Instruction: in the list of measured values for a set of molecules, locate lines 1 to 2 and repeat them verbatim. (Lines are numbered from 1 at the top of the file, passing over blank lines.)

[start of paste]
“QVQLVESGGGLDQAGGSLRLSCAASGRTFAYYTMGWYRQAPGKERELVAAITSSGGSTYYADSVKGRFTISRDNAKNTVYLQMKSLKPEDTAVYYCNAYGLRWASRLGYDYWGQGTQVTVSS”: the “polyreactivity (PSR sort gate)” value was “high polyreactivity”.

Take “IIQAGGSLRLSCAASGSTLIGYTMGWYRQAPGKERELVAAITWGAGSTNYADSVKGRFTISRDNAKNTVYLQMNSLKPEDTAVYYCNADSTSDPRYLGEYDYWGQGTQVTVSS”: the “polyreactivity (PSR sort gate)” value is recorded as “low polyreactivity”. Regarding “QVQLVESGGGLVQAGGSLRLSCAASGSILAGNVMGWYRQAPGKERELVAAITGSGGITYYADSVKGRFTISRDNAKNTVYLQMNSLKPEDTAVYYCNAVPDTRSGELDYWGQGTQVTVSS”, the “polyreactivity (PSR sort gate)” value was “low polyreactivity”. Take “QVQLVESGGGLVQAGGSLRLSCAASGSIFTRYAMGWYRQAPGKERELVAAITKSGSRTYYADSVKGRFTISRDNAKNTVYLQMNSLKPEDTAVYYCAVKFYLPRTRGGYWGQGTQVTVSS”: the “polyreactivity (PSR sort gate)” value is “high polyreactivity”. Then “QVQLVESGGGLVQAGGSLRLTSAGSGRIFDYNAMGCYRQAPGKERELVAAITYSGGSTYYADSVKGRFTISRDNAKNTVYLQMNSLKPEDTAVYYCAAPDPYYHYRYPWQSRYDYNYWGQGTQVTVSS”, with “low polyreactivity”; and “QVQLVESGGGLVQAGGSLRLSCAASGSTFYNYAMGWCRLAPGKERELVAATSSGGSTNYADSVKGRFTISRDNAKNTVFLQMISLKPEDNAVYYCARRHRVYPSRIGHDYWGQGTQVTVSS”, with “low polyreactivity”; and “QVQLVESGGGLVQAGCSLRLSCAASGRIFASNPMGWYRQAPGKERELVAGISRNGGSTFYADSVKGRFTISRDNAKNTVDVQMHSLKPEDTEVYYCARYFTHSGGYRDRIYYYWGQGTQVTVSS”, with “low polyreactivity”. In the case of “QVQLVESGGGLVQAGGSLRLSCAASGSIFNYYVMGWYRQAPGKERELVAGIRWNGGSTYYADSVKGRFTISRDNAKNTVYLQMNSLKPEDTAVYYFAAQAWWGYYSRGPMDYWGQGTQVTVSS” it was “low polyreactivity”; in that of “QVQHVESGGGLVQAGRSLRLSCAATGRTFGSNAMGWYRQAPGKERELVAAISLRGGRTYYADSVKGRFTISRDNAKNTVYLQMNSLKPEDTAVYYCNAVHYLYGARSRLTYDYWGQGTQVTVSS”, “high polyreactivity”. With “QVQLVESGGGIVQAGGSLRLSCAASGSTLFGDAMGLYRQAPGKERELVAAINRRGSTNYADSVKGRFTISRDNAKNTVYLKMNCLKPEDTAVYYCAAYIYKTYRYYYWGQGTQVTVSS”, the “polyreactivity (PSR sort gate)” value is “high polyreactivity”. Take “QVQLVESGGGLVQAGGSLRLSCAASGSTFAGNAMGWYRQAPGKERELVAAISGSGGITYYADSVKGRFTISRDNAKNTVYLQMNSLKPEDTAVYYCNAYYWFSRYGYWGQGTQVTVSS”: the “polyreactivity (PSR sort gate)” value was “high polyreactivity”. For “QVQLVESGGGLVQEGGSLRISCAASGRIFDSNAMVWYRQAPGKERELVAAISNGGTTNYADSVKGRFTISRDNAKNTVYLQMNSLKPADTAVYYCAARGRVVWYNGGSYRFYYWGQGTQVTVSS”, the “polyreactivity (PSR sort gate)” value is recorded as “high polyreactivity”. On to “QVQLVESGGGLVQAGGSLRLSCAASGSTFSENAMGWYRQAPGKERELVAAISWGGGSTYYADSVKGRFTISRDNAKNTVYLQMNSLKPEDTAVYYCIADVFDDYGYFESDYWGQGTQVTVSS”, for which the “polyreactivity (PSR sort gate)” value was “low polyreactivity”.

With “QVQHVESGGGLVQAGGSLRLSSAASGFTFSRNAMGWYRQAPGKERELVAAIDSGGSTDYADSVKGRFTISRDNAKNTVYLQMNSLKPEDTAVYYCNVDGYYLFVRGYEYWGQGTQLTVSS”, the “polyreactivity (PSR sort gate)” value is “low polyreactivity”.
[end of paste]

“QVQLVESGGGLDQAGGSLRLSCAASGRTFAYYTMGWYRQAPGKERELVAAITSSGGSTYYADSVKGRFTISRDNAKNTVYLQMKSLKPEDTAVYYCNAYGLRWASRLGYDYWGQGTQVTVSS”: the “polyreactivity (PSR sort gate)” value was “high polyreactivity”.

Take “IIQAGGSLRLSCAASGSTLIGYTMGWYRQAPGKERELVAAITWGAGSTNYADSVKGRFTISRDNAKNTVYLQMNSLKPEDTAVYYCNADSTSDPRYLGEYDYWGQGTQVTVSS”: the “polyreactivity (PSR sort gate)” value is recorded as “low polyreactivity”. Regarding “QVQLVESGGGLVQAGGSLRLSCAASGSILAGNVMGWYRQAPGKERELVAAITGSGGITYYADSVKGRFTISRDNAKNTVYLQMNSLKPEDTAVYYCNAVPDTRSGELDYWGQGTQVTVSS”, the “polyreactivity (PSR sort gate)” value was “low polyreactivity”. Take “QVQLVESGGGLVQAGGSLRLSCAASGSIFTRYAMGWYRQAPGKERELVAAITKSGSRTYYADSVKGRFTISRDNAKNTVYLQMNSLKPEDTAVYYCAVKFYLPRTRGGYWGQGTQVTVSS”: the “polyreactivity (PSR sort gate)” value is “high polyreactivity”. Then “QVQLVESGGGLVQAGGSLRLTSAGSGRIFDYNAMGCYRQAPGKERELVAAITYSGGSTYYADSVKGRFTISRDNAKNTVYLQMNSLKPEDTAVYYCAAPDPYYHYRYPWQSRYDYNYWGQGTQVTVSS”, with “low polyreactivity”; and “QVQLVESGGGLVQAGGSLRLSCAASGSTFYNYAMGWCRLAPGKERELVAATSSGGSTNYADSVKGRFTISRDNAKNTVFLQMISLKPEDNAVYYCARRHRVYPSRIGHDYWGQGTQVTVSS”, with “low polyreactivity”; and “QVQLVESGGGLVQAGCSLRLSCAASGRIFASNPMGWYRQAPGKERELVAGISRNGGSTFYADSVKGRFTISRDNAKNTVDVQMHSLKPEDTEVYYCARYFTHSGGYRDRIYYYWGQGTQVTVSS”, with “low polyreactivity”. In the case of “QVQLVESGGGLVQAGGSLRLSCAASGSIFNYYVMGWYRQAPGKERELVAGIRWNGGSTYYADSVKGRFTISRDNAKNTVYLQMNSLKPEDTAVYYFAAQAWWGYYSRGPMDYWGQGTQVTVSS” it was “low polyreactivity”; in that of “QVQHVESGGGLVQAGRSLRLSCAATGRTFGSNAMGWYRQAPGKERELVAAISLRGGRTYYADSVKGRFTISRDNAKNTVYLQMNSLKPEDTAVYYCNAVHYLYGARSRLTYDYWGQGTQVTVSS”, “high polyreactivity”. With “QVQLVESGGGIVQAGGSLRLSCAASGSTLFGDAMGLYRQAPGKERELVAAINRRGSTNYADSVKGRFTISRDNAKNTVYLKMNCLKPEDTAVYYCAAYIYKTYRYYYWGQGTQVTVSS”, the “polyreactivity (PSR sort gate)” value is “high polyreactivity”. Take “QVQLVESGGGLVQAGGSLRLSCAASGSTFAGNAMGWYRQAPGKERELVAAISGSGGITYYADSVKGRFTISRDNAKNTVYLQMNSLKPEDTAVYYCNAYYWFSRYGYWGQGTQVTVSS”: the “polyreactivity (PSR sort gate)” value was “high polyreactivity”. For “QVQLVESGGGLVQEGGSLRISCAASGRIFDSNAMVWYRQAPGKERELVAAISNGGTTNYADSVKGRFTISRDNAKNTVYLQMNSLKPADTAVYYCAARGRVVWYNGGSYRFYYWGQGTQVTVSS”, the “polyreactivity (PSR sort gate)” value is recorded as “high polyreactivity”. On to “QVQLVESGGGLVQAGGSLRLSCAASGSTFSENAMGWYRQAPGKERELVAAISWGGGSTYYADSVKGRFTISRDNAKNTVYLQMNSLKPEDTAVYYCIADVFDDYGYFESDYWGQGTQVTVSS”, for which the “polyreactivity (PSR sort gate)” value was “low polyreactivity”.